October 3, 2023 - 7:00am

It’s been a bad couple of months for the renewables sector. As of this week, its share prices have fallen around 20% in only two months. At the same time, oil and gas stocks have rallied by around 6%. Some of this can be blamed on rising oil prices as Saudi Arabia and Russia cut their production targets, but not all of it.

 It all started back in June when BlackRock CEO Larry Fink said that his company would no longer be using the ESG (Environmental, Social and Corporate Governance) label. This was a huge blow to the industry — not just because BlackRock is the largest asset management company in the world, but also because it was an early adopter of ESG products.

Fink claimed that the reason he was ditching ESG was because the term had become “politicised”, but seasoned market-watchers saw more cynical motives at play. ESG had come into fashion amid buoyant markets and low interest rates. But now that there were rougher waves in markets, these fashionable products would get their hulls tested.

The same was true of the renewables sector. The sector had grown up alongside ESG investing, becoming more and more fashionable as Net Zero became a mantra for most Western governments. The height of this fad was just after the lockdowns, when markets were casting around for any positive messaging to put the pandemic doom behind them.

Now the results are in, however, and it looks like the renewables sector is taking a beating. As Louis-Vincent Gave of the influential Wall Street research firm Gavekal Research notes:

Embracing lofty alternative energy goals was fine when states enjoyed unlimited funding at near-zero interest rates. In such an environment, why not placate single-issue voters with expensive promises? But this dynamic changes rapidly once capital is no longer free. So perhaps the simplest explanation for the alternative energy face-plant is that in a world in which the cost of capital is on the rise, projects whose returns consist largely of virtue signalling go out the (Overton?) window.
- Louis-Vincent Gave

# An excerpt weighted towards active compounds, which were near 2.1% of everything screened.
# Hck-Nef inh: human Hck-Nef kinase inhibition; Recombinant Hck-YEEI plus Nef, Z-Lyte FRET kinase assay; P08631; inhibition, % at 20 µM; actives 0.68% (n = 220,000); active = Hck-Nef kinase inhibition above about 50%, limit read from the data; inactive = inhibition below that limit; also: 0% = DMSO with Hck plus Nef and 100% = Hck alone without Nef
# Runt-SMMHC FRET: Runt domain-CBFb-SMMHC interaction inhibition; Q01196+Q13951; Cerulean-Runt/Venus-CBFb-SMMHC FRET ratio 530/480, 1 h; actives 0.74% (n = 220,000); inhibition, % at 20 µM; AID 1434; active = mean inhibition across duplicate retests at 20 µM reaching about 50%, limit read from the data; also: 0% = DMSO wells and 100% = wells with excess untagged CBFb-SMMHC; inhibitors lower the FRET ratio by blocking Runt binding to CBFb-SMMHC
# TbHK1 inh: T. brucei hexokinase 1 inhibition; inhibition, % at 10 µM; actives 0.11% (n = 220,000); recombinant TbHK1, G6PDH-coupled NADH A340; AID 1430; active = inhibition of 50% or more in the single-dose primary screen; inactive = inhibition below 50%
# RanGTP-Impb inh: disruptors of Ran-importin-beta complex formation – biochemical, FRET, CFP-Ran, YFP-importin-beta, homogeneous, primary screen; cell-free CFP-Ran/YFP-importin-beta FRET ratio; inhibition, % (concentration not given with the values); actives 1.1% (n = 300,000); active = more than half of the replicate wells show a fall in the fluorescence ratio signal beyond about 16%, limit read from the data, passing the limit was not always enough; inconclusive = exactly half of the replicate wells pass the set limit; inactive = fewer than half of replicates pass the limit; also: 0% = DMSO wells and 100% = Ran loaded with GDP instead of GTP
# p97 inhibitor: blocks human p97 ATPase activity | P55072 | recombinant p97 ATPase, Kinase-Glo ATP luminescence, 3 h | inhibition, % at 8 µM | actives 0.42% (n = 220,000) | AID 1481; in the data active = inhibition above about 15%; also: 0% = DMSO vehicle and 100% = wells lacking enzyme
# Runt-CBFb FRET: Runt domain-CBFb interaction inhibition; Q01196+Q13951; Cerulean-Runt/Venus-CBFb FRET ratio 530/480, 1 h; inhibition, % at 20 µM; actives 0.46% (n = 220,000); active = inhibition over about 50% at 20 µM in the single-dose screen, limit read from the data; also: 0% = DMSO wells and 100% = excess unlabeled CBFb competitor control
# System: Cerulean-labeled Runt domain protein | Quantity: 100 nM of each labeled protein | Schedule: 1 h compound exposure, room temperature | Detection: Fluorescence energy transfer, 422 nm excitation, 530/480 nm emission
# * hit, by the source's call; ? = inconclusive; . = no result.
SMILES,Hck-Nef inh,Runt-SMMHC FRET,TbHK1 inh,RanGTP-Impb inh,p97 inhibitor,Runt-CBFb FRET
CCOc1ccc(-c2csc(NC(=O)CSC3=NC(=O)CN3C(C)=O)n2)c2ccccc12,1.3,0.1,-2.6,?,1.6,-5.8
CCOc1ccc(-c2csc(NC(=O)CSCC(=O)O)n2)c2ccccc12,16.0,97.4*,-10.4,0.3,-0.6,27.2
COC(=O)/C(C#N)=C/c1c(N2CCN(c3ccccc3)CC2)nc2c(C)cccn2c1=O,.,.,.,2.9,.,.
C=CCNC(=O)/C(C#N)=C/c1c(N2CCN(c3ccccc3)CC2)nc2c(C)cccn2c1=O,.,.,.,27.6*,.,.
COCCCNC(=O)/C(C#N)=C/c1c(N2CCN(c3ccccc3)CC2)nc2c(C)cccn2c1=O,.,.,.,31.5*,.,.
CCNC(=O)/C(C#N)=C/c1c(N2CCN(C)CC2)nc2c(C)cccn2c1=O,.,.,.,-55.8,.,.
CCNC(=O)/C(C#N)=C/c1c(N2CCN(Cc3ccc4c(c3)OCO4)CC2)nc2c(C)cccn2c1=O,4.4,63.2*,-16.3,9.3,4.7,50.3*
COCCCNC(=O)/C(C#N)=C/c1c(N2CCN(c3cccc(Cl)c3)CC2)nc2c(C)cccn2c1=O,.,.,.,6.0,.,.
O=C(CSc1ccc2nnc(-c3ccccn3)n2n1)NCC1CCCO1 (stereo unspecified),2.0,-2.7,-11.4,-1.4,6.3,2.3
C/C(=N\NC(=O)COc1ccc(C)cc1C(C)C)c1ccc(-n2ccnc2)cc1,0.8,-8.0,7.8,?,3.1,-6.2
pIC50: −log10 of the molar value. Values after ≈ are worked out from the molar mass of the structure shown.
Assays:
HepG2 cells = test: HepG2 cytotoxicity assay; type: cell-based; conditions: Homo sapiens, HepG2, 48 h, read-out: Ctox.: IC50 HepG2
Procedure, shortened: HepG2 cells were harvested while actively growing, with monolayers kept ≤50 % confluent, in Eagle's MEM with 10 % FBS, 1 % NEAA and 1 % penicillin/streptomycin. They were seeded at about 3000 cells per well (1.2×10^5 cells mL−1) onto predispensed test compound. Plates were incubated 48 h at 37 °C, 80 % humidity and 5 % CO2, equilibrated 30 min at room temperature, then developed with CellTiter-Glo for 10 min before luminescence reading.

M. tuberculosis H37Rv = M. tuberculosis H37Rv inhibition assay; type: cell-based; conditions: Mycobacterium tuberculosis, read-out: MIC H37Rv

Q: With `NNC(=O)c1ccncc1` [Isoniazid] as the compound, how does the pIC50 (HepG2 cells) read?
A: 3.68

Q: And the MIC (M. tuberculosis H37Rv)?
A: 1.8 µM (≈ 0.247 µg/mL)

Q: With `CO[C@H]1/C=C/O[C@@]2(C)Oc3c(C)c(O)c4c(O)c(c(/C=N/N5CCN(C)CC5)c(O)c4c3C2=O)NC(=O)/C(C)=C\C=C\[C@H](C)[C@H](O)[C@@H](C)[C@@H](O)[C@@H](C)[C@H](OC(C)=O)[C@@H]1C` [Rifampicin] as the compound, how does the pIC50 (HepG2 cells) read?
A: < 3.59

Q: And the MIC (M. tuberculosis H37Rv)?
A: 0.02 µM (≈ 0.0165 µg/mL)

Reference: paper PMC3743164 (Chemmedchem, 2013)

This poses a huge problem for the Biden administration. It has bet the White House on the renewables sector. President Biden’s flagship policy, the Inflation Reduction Act (IRA), is a behemoth, authorising $891bn in total spending — nearly double the GDP of Ireland. Most of this spending goes to the renewable and green sectors, with $6 flowing there for every $1 invested in manufacturing.

Biden’s bet may have looked good when the bill was passed. The renewables sector was booming then, while Net Zero was on the tip of everyone’s tongue and ESG was seen as the future. Now, with renewables stocks getting hammered and stock markets reawakening to the importance of fossil fuels, the President’s signature spending pledge looks less like an act of responsible statesmanship and more like an oversized bet.

Can the companies that the IRA backs survive when the markets are pricing their peers for a bad ride? It seems unlikely. The green stocks that are currently trading lower have been market-tested. The companies backed by the IRA will have every incentive to milk the subsidies provided even if their business model is not viable. As these companies start to fail, expect Republican lawmakers to have a field day pointing out the money wasted on bad investments.

Philip Pilkington is a macroeconomist and investment professional, and the author of The Reformation in Economics